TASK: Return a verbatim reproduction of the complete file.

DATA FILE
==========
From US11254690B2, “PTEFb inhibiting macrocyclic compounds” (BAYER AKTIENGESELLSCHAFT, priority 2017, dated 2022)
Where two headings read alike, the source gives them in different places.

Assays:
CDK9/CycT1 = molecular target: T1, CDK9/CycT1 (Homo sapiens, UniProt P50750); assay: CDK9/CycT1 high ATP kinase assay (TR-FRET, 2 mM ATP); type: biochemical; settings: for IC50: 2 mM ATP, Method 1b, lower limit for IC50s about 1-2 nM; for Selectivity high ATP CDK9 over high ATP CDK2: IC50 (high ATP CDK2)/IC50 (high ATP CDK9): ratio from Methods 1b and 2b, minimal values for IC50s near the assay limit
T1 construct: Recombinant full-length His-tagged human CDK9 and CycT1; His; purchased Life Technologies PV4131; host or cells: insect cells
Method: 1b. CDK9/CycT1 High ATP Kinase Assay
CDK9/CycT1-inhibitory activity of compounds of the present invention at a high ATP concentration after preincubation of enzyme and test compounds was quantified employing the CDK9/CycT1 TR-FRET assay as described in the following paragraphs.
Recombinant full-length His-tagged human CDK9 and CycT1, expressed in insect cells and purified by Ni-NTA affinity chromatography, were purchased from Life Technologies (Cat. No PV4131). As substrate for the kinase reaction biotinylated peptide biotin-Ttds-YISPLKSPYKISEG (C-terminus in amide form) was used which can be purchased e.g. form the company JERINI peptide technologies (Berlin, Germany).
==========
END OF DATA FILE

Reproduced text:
From US11254690B2, “PTEFb inhibiting macrocyclic compounds” (BAYER AKTIENGESELLSCHAFT, priority 2017, dated 2022)
Where two headings read alike, the source gives them in different places.

Assays:
CDK9/CycT1 = molecular target: T1, CDK9/CycT1 (Homo sapiens, UniProt P50750); assay: CDK9/CycT1 high ATP kinase assay (TR-FRET, 2 mM ATP); type: biochemical; settings: for IC50: 2 mM ATP, Method 1b, lower limit for IC50s about 1-2 nM; for Selectivity high ATP CDK9 over high ATP CDK2: IC50 (high ATP CDK2)/IC50 (high ATP CDK9): ratio from Methods 1b and 2b, minimal values for IC50s near the assay limit
T1 construct: Recombinant full-length His-tagged human CDK9 and CycT1; His; purchased Life Technologies PV4131; host or cells: insect cells
Method: 1b. CDK9/CycT1 High ATP Kinase Assay
CDK9/CycT1-inhibitory activity of compounds of the present invention at a high ATP concentration after preincubation of enzyme and test compounds was quantified employing the CDK9/CycT1 TR-FRET assay as described in the following paragraphs.
Recombinant full-length His-tagged human CDK9 and CycT1, expressed in insect cells and purified by Ni-NTA affinity chromatography, were purchased from Life Technologies (Cat. No PV4131). As substrate for the kinase reaction biotinylated peptide biotin-Ttds-YISPLKSPYKISEG (C-terminus in amide form) was used which can be purchased e.g. form the company JERINI peptide technologies (Berlin, Germany).